It’s no secret that Olli Juolevi has had a difficult road to the NHL. Coming out of the 2016 Draft as the fifth overall pick has probably been the height of his success so far. By no fault of his own, his development path took a few hard turns due to some major injuries to his knee and back that required major surgery. Since being selected by the Vancouver Canucks in 2016, he has played a total of 208 games in five seasons. That’s just a drop in the bucket when you compare that to the total games played by classmates Mikhail Sergachev (410) and Charlie McAvoy (342).
In a world without those injuries, I have no doubt that Juolevi would be further along in his development. Going into the draft, he was ranked as one of the top defencemen with pundits like McKeen’s Hockey and TSN’s Bob McKenzie projecting him as the fifth and sixth overall pick respectively. Lauded for his quiet all-around game and tremendous mobility and playmaking skills, his ceiling was high in the NHL.
Now 23 years old with only 23 games of NHL experience and a ceiling of only a bottom-pairing defenceman, Juolevi has unfortunately been labeled a bust by many fans and experts. Though, as I said before, his path to the NHL has been far from ideal.
Juolevi Finally Makes His NHL Debut
After a season that saw Juolevi play a career-high 45 games in the American Hockey League (AHL) with the Utica Comets, he finally made an appearance in an NHL game during the qualifying round of the 2020 Playoffs. The COVID-19 pandemic had just canceled the 2019-20 season and the Canucks were fighting for a chance to play in the first round of the actual playoffs against the St. Louis Blues.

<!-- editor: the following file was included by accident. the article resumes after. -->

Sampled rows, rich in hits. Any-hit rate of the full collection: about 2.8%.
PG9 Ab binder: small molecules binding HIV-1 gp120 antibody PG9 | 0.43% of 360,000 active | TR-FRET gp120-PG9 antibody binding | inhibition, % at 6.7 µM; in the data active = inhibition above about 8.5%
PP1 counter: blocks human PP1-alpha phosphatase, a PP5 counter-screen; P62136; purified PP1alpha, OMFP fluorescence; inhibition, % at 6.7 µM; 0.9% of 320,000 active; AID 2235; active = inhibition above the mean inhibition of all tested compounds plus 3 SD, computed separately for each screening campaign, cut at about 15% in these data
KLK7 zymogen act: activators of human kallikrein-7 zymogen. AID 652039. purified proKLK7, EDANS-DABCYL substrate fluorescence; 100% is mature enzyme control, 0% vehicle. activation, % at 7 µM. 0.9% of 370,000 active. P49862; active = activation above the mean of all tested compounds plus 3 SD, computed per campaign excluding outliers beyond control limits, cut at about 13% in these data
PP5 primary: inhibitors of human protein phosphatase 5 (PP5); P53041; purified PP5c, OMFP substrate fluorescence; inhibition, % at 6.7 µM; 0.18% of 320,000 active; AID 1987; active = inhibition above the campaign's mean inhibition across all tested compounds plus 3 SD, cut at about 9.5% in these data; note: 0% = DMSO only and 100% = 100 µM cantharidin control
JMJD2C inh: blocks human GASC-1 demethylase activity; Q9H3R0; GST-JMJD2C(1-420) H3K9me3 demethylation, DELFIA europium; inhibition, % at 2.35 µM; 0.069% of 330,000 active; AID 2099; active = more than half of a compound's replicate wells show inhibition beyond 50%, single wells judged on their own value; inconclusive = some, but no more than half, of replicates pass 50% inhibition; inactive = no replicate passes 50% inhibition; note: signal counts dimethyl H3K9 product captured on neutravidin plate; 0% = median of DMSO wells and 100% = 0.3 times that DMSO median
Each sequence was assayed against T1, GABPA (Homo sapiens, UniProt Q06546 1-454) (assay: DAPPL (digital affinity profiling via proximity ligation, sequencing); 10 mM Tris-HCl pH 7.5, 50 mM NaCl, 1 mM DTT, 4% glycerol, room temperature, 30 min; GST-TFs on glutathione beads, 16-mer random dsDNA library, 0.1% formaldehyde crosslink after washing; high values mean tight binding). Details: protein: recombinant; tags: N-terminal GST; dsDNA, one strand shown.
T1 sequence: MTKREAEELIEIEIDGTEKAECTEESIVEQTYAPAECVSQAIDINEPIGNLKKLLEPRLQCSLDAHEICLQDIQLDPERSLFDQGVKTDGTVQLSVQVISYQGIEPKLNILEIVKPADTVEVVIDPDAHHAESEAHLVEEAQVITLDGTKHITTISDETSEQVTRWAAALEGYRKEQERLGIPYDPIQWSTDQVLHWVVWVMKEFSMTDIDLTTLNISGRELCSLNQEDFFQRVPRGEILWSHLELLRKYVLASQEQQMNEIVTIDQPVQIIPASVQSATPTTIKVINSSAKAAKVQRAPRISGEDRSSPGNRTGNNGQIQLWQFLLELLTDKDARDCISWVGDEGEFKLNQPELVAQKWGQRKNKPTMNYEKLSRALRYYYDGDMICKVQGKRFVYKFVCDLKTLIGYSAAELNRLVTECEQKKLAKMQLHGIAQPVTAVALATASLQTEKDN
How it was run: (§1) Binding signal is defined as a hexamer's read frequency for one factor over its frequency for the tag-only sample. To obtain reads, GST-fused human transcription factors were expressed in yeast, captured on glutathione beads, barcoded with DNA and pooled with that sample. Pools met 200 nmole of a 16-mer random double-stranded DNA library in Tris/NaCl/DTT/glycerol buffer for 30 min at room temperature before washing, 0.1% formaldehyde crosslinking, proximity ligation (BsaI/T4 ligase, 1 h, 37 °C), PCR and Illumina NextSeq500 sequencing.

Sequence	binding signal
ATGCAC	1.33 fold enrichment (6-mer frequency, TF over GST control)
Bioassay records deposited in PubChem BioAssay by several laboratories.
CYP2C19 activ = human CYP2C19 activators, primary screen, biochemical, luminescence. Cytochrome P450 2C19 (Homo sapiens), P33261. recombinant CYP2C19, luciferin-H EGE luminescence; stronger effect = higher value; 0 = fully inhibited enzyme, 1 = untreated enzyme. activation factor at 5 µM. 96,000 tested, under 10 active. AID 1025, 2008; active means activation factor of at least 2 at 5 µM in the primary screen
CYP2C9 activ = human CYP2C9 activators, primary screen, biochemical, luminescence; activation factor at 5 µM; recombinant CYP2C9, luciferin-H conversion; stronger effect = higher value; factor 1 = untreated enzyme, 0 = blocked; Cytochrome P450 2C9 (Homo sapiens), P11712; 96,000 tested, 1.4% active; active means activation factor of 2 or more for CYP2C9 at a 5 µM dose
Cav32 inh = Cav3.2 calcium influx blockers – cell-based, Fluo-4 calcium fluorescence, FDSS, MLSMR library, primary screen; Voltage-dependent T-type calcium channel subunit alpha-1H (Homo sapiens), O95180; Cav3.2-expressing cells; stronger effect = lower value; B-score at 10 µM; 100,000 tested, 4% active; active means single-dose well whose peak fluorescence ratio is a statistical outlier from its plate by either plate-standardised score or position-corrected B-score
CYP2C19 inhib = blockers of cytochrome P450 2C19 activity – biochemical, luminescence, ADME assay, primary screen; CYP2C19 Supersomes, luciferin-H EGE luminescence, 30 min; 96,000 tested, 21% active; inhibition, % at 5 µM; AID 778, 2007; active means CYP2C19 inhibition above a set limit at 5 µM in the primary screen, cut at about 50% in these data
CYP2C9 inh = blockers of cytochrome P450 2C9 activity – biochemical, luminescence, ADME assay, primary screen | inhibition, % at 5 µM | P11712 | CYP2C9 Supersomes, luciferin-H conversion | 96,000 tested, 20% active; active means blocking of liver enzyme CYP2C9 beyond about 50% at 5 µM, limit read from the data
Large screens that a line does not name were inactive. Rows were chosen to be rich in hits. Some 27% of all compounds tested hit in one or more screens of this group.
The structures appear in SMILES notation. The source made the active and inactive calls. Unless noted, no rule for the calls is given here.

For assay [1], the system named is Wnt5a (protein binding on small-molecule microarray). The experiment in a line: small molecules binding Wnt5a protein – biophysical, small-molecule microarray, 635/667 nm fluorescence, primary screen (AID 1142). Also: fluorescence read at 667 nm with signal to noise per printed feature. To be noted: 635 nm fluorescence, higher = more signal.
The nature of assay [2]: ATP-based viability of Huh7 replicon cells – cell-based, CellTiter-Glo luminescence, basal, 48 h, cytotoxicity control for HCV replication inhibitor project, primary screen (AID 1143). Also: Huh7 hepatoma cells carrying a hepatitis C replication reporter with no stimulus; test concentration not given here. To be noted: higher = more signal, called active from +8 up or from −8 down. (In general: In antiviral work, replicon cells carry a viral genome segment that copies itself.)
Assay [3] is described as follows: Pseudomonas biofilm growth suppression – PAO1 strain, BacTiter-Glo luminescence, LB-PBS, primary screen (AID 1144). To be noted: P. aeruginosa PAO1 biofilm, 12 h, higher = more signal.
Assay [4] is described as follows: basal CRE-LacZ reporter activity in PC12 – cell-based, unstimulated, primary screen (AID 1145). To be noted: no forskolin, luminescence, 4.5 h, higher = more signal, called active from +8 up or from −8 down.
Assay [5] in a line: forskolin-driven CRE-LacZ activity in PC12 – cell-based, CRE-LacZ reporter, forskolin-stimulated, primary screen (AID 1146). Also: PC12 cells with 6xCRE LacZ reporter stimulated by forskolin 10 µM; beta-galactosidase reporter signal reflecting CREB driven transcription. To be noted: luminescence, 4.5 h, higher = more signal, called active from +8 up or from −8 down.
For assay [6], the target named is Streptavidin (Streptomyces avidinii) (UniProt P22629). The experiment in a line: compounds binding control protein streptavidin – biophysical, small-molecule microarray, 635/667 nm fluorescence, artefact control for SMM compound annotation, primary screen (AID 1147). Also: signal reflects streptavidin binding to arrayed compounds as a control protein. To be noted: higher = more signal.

Even though Juolevi only played 6:16 in his debut, he acquitted himself well with a few calm outlet passes and controlled breakouts through the neutral zone. He also looked comfortable playing against NHL competition, in a playoff game no less. Basically, his development looked like it was on the right track going into the 2020-21 season.
Juolevi’s Rookie Season Went Well…Until It Didn’t
It was smooth sailing for Juolevi entering the 2020-21 season. He impressed the brass enough to make the team out of training camp and he had a consistent spot in the lineup until the end of February. He even eclipsed the 20-minute mark against the Montreal Canadiens and scored his first NHL goal against the Ottawa Senators a few games later. In addition to all that, his defensive game was on point, as he only had two games where he finished with a minus in the plus/minus column. His Corsi-for numbers were also strong, and he was starting to gain chemistry with Tyler Myers on the third pairing. Except for a stretch of seven games where he was a healthy scratch, everything was finally coming up roses for him and the Canucks.
Then, head coach Travis Green made him a healthy scratch again on Feb 25 in favour of Travis Hamonic, who was just returning from injury. This time, it became much longer than just a couple of weeks. It wasn’t until Apr. 20 against the Toronto Maple Leafs that Juolevi saw action again. During that time, the pandemic also hit the locker room hard, and he was one of the ones that suffered the most.
(Juolevi) was one of our guys who got really sick. He lost a bunch of weight there in those three weeks. I think he lost 10-15 pounds.Jim Benning on Olli Juolevi
When Juolevi finally returned to the lineup, he went through a stretch of games where he didn’t look like himself. He looked slow, his decision-making was questionable at times and there were multiple instances when he was danced by opposing forwards.